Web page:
In a globalized world with business links spanning continents, language skills have never been more important than they are today.  To be able to communicate efficiently, diplomatically, sensitively and confidently is key to businesses when working within their own international companies, or when liaising with others.  Corporate language learning then, is key in the modern business world.

Implementing Corporate Language Learning and Why you Need It

So how do you go about integrating language learning with your business?  We all know how pushed for time we can can be as it is, with demands coming from all directions and the need to keep up with/outrun our competitors.  It may feel like implementing a corporate language learning programme would drain yet more time and become another thing on the ‘to do’ list.  However, successful language learning does not have to be a drain, and you will reap the benefits.

corporate language learning

With today’s technology it is possible for anyone to learn and practice a language by utilising digital technology.  Voice recognition can assess their speaking, listening skills can be practiced with podcasts on the commute to work, vocabulary and grammar practice activities can be accessed through apps on smartphones, tablets or laptops.  Corporate language learning does not have to eat into the daily timetable too much, and doesn’t necessarily need to be classroom based.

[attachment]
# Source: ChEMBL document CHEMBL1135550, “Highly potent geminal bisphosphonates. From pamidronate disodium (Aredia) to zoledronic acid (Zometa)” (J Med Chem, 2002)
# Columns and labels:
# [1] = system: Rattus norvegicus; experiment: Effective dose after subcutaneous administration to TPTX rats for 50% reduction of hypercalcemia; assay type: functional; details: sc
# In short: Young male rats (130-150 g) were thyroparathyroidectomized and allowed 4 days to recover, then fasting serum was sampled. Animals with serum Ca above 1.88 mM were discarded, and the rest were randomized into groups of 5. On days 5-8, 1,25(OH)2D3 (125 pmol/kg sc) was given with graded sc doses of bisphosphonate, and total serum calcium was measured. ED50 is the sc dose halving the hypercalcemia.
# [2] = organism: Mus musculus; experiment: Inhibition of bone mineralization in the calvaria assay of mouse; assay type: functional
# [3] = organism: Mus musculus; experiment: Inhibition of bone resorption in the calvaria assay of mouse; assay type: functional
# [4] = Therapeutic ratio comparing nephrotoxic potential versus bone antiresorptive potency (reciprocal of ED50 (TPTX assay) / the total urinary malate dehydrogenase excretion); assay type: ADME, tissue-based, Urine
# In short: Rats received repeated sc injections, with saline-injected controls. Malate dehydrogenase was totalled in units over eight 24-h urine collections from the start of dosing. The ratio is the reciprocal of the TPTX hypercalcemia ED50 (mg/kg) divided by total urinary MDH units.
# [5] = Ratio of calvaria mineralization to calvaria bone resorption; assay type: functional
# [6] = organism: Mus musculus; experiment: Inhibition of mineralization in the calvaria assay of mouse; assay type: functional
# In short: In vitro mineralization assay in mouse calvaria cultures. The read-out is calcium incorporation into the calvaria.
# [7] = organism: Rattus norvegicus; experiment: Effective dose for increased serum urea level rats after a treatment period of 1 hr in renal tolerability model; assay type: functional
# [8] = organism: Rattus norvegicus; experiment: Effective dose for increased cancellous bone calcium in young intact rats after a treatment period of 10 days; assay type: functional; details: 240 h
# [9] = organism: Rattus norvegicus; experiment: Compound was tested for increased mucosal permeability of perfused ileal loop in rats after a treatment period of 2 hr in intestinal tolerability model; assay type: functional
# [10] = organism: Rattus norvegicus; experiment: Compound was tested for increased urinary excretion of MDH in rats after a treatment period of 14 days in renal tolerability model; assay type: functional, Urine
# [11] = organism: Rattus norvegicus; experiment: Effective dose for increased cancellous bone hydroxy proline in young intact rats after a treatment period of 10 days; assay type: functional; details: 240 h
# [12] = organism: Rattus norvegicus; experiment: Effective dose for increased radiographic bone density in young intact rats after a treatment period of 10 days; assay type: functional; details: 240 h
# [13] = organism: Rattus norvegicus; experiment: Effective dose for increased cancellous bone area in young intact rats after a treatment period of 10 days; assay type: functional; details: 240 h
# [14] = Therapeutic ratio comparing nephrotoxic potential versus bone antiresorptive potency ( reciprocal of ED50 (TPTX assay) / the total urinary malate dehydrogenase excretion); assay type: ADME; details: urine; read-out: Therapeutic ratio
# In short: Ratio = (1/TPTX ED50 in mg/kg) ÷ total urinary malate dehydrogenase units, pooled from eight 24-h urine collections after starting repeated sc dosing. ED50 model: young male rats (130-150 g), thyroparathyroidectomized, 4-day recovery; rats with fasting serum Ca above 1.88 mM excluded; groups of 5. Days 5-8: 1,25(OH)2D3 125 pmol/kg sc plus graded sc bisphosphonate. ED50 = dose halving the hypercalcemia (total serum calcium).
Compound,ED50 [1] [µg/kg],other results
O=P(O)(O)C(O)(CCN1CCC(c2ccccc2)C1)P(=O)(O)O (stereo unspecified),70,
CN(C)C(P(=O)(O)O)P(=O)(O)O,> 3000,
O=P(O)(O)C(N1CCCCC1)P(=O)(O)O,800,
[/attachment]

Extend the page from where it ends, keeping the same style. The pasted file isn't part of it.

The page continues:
Having staff who are intelligent and knowledgeable in languages is a real asset.  As an example, discussed recently by Tsedel Neeley in the Harvard Business Review, training your staff in languages and their importance is essential when expanding into new markets across the globe.  Employees will need to be able to communicate with local providers, acquire new local talent and develop them into the staff you want while fitting in with the local culture.  If the manager sent abroad to set up a new team only hires and develops the staff who speak the same language as him, he will not easily get a stronghold on the local market.  A stronghold would require training and developing talent indigenous to the region, staff who can help your business put down roots and integrate better.  If the manager you sent over to start this team communicates with them in their own language while instilling in them the values of your business, you’re onto a winner.

A successful corporate language learning strategy can help you cross borders and run your business interculturally. Who can argue against the logic?

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